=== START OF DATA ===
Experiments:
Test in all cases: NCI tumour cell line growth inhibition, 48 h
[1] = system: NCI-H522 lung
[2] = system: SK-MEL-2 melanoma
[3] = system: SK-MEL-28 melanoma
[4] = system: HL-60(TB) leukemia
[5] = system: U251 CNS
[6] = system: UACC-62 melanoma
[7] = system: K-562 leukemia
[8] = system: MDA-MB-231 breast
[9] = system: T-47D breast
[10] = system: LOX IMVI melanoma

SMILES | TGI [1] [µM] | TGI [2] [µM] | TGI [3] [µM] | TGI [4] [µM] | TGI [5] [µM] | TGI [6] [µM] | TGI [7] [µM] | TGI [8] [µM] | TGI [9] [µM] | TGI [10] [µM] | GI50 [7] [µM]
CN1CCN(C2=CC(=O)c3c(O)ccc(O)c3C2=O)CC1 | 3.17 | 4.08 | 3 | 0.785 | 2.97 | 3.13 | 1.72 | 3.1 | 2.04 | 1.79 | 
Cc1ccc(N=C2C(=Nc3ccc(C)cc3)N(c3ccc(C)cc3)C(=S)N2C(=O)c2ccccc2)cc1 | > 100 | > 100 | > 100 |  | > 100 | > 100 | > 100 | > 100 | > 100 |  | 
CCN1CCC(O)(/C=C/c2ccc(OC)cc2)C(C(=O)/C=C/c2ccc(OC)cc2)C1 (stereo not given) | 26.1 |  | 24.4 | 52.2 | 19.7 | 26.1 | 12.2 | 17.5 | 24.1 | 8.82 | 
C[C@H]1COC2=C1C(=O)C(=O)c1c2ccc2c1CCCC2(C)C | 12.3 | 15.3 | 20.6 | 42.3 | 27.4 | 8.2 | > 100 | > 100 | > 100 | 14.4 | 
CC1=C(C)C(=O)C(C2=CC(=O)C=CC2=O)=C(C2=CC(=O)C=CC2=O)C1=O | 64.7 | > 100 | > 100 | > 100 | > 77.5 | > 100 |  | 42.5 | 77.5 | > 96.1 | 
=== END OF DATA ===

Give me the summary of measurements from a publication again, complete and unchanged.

Experiments:
Test in all cases: NCI tumour cell line growth inhibition, 48 h
[1] = system: NCI-H522 lung
[2] = system: SK-MEL-2 melanoma
[3] = system: SK-MEL-28 melanoma
[4] = system: HL-60(TB) leukemia
[5] = system: U251 CNS
[6] = system: UACC-62 melanoma
[7] = system: K-562 leukemia
[8] = system: MDA-MB-231 breast
[9] = system: T-47D breast
[10] = system: LOX IMVI melanoma

SMILES | TGI [1] [µM] | TGI [2] [µM] | TGI [3] [µM] | TGI [4] [µM] | TGI [5] [µM] | TGI [6] [µM] | TGI [7] [µM] | TGI [8] [µM] | TGI [9] [µM] | TGI [10] [µM] | GI50 [7] [µM]
CN1CCN(C2=CC(=O)c3c(O)ccc(O)c3C2=O)CC1 | 3.17 | 4.08 | 3 | 0.785 | 2.97 | 3.13 | 1.72 | 3.1 | 2.04 | 1.79 | 
Cc1ccc(N=C2C(=Nc3ccc(C)cc3)N(c3ccc(C)cc3)C(=S)N2C(=O)c2ccccc2)cc1 | > 100 | > 100 | > 100 |  | > 100 | > 100 | > 100 | > 100 | > 100 |  | 
CCN1CCC(O)(/C=C/c2ccc(OC)cc2)C(C(=O)/C=C/c2ccc(OC)cc2)C1 (stereo not given) | 26.1 |  | 24.4 | 52.2 | 19.7 | 26.1 | 12.2 | 17.5 | 24.1 | 8.82 | 
C[C@H]1COC2=C1C(=O)C(=O)c1c2ccc2c1CCCC2(C)C | 12.3 | 15.3 | 20.6 | 42.3 | 27.4 | 8.2 | > 100 | > 100 | > 100 | 14.4 | 
CC1=C(C)C(=O)C(C2=CC(=O)C=CC2=O)=C(C2=CC(=O)C=CC2=O)C1=O | 64.7 | > 100 | > 100 | > 100 | > 77.5 | > 100 |  | 42.5 | 77.5 | > 96.1 | 